"Are you sure?" Isidore asked.
"Yes." She nodded. "You mean am I sure he has Incentive? Yes, he has incentive. He enjoys it."
"I think," Isidore said, "you're mistaken." Never in his life had he heard of such a thing. Buster Friendly, for instance, had never mentioned it. "It's not in accord with present-day Mercerian ethics," he pointed out. "All life is one; 'no man is an island,' as Shakespeare said in olden times."
Isidore gestured in agitation. "That's worse than anything I ever heard of. Can't you call the police?"
"And they're after you? They're apt to come here and kill you?" He understood, now, why the girl acted in so secretive a fashion. "No wonder you're scared and don't want to see anybody." But he thought, It must be a delusion. She must be psychotic. With delusions of persecution. Maybe from brain damage due to the dust; maybe she's a special. "I'll get them first," he said.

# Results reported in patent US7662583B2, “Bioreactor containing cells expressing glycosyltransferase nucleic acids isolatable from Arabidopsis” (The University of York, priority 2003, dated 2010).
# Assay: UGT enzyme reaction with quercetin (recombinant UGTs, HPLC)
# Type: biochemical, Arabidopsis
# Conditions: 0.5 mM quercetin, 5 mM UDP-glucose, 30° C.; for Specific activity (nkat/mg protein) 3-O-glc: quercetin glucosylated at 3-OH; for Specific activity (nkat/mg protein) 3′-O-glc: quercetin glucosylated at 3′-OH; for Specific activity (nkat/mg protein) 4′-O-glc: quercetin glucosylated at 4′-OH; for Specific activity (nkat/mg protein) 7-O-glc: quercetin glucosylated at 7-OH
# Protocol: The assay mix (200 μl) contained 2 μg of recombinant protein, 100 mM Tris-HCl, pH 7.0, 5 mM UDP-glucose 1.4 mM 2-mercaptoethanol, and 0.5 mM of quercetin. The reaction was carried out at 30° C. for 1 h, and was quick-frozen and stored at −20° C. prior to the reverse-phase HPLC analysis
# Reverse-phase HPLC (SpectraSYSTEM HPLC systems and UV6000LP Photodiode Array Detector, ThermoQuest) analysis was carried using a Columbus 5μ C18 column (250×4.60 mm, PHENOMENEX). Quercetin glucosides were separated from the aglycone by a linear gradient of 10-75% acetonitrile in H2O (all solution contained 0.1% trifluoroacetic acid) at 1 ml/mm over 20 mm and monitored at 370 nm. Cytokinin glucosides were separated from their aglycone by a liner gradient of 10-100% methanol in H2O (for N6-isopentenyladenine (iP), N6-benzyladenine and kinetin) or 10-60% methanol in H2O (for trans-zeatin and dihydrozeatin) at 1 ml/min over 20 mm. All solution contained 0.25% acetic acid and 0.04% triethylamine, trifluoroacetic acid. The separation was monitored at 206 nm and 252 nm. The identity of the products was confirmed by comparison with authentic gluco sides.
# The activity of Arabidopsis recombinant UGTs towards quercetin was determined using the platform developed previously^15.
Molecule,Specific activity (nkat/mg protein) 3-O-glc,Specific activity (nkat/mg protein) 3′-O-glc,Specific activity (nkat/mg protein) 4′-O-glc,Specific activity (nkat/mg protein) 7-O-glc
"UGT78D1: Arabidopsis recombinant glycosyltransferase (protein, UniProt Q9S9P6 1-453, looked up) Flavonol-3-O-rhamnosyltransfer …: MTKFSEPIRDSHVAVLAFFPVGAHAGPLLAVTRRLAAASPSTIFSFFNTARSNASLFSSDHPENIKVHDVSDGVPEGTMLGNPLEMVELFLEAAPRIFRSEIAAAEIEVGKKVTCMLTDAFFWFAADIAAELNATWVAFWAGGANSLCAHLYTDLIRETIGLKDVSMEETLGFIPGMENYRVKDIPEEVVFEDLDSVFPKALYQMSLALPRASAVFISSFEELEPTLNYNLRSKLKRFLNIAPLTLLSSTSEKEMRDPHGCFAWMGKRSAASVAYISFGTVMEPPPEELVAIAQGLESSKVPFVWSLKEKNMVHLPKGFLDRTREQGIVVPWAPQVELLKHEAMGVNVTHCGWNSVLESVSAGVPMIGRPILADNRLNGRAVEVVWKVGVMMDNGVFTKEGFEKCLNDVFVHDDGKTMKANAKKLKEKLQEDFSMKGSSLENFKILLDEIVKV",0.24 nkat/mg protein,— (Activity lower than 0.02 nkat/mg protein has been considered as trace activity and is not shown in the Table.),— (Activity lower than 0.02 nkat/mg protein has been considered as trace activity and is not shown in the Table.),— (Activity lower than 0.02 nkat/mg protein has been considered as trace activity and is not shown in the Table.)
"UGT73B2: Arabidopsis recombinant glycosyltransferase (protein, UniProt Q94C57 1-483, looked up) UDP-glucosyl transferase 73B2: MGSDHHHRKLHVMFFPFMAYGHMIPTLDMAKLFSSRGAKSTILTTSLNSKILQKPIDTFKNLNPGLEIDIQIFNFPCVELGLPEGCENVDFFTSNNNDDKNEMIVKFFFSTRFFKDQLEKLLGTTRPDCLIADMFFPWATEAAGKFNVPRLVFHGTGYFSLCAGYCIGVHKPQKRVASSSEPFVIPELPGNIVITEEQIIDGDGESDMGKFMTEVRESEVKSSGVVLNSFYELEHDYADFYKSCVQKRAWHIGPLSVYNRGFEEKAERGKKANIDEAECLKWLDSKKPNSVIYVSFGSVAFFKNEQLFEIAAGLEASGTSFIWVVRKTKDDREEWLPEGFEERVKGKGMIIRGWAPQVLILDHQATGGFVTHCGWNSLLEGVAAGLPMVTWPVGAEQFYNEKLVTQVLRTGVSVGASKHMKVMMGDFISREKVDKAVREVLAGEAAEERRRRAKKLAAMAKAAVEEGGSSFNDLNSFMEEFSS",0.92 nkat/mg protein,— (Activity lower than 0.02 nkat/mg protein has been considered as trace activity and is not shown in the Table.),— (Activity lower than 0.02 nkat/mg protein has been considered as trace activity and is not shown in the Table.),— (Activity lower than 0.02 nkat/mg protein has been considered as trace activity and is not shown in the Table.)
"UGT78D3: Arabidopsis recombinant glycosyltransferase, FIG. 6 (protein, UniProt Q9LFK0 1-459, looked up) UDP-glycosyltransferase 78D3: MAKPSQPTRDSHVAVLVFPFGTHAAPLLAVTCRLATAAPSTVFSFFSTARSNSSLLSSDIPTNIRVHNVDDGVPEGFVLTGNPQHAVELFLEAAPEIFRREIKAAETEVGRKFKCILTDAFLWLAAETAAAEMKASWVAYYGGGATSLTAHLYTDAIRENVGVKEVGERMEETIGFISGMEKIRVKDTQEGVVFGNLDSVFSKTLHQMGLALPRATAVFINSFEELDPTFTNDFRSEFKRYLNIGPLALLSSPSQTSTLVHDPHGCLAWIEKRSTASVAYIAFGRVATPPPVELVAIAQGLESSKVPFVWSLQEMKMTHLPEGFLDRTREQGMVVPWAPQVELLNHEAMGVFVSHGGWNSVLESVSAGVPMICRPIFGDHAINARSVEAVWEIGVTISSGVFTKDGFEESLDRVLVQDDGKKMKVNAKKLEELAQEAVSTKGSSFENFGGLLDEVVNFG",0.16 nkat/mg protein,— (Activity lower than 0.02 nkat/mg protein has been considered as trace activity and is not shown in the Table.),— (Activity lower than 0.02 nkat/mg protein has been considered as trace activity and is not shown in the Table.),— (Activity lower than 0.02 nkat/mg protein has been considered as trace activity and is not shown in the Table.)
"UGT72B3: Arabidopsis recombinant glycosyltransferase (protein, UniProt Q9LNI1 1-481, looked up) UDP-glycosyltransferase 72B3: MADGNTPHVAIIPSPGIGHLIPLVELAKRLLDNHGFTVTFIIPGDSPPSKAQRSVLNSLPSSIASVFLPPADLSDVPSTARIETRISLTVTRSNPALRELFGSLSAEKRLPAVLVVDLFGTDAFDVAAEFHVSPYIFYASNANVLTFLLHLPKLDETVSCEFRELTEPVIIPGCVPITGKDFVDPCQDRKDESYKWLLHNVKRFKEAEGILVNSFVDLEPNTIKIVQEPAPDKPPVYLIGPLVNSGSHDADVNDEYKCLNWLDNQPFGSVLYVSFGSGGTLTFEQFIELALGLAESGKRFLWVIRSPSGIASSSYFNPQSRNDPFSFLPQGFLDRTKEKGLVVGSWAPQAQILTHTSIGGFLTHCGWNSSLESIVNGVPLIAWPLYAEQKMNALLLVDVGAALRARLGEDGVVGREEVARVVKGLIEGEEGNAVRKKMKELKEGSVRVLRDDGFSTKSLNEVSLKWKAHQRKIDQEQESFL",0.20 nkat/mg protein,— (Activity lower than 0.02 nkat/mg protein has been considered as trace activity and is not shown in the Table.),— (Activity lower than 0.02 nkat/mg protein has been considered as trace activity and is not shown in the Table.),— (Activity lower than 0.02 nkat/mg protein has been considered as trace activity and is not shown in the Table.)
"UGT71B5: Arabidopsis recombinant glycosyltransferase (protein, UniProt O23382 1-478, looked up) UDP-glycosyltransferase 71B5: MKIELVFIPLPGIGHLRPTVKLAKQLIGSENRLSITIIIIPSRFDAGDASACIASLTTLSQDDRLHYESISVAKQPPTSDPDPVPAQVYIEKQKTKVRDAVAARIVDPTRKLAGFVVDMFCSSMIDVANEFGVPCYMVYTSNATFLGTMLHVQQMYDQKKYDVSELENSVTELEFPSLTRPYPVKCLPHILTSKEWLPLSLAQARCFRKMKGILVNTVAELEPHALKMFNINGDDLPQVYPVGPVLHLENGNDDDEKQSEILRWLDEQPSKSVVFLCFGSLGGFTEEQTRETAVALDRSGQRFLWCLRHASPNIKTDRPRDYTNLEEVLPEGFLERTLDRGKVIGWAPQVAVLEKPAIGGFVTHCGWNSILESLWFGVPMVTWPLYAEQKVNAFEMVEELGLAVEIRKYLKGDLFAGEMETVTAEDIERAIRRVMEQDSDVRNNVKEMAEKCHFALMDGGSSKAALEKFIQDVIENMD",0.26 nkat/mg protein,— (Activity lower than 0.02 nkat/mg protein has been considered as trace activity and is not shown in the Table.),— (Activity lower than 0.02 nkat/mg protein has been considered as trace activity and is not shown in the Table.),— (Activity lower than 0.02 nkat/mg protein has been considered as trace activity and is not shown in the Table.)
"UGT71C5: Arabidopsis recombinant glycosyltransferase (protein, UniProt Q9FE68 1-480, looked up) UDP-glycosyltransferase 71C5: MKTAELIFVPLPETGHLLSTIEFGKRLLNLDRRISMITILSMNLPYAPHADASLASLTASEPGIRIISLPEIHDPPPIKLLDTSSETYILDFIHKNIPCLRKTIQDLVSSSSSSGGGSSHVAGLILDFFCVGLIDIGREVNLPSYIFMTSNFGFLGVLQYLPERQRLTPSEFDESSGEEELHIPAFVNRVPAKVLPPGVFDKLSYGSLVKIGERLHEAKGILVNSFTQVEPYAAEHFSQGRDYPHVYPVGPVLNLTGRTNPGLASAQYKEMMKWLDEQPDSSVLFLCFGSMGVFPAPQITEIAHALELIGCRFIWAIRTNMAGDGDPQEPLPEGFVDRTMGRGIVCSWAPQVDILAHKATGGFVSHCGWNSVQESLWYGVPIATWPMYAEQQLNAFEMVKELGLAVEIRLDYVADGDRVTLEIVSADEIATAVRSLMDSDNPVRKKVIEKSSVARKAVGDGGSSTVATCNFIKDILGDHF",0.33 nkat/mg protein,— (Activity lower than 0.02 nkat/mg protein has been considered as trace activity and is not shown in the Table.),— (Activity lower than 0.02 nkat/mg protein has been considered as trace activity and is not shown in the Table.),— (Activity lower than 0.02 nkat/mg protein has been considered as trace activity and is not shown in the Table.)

"With what?" Faintly, she smiled; she showed her small, even, white teeth.
"I'll get a license to carry a laser beam. It's easy to get, out here where there's hardly anybody; the police don't patrol -- you're expected to watch out for yourself."
"How about when you're at work?"
"I'll take a leave of absence!"
Pris said, "That's very nice of you, J. R. Isidore. But if bounty hunters got the others, got Max Polokov and Garland and Luba and Hasking and Roy Baty --" She broke off. "Roy and Irmgard Baty. If they're dead then it really doesn't matter. They're my best friends. Why the hell don't 1 hear from them, I wonder?" She cursed, angrily.